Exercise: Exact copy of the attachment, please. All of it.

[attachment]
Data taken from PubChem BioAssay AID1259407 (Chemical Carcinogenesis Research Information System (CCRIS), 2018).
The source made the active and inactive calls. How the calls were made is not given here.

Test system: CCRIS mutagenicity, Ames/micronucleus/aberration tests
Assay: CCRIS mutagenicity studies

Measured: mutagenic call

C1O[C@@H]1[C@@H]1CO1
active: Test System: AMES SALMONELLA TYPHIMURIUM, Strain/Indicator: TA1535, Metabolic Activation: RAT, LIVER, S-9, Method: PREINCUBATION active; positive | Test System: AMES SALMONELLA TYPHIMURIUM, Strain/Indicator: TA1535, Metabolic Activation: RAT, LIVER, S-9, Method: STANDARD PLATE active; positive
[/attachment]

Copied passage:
Data taken from PubChem BioAssay AID1259407 (Chemical Carcinogenesis Research Information System (CCRIS), 2018).
The source made the active and inactive calls. How the calls were made is not given here.

Test system: CCRIS mutagenicity, Ames/micronucleus/aberration tests
Assay: CCRIS mutagenicity studies

Measured: mutagenic call

C1O[C@@H]1[C@@H]1CO1
active: Test System: AMES SALMONELLA TYPHIMURIUM, Strain/Indicator: TA1535, Metabolic Activation: RAT, LIVER, S-9, Method: PREINCUBATION active; positive | Test System: AMES SALMONELLA TYPHIMURIUM, Strain/Indicator: TA1535, Metabolic Activation: RAT, LIVER, S-9, Method: STANDARD PLATE active; positive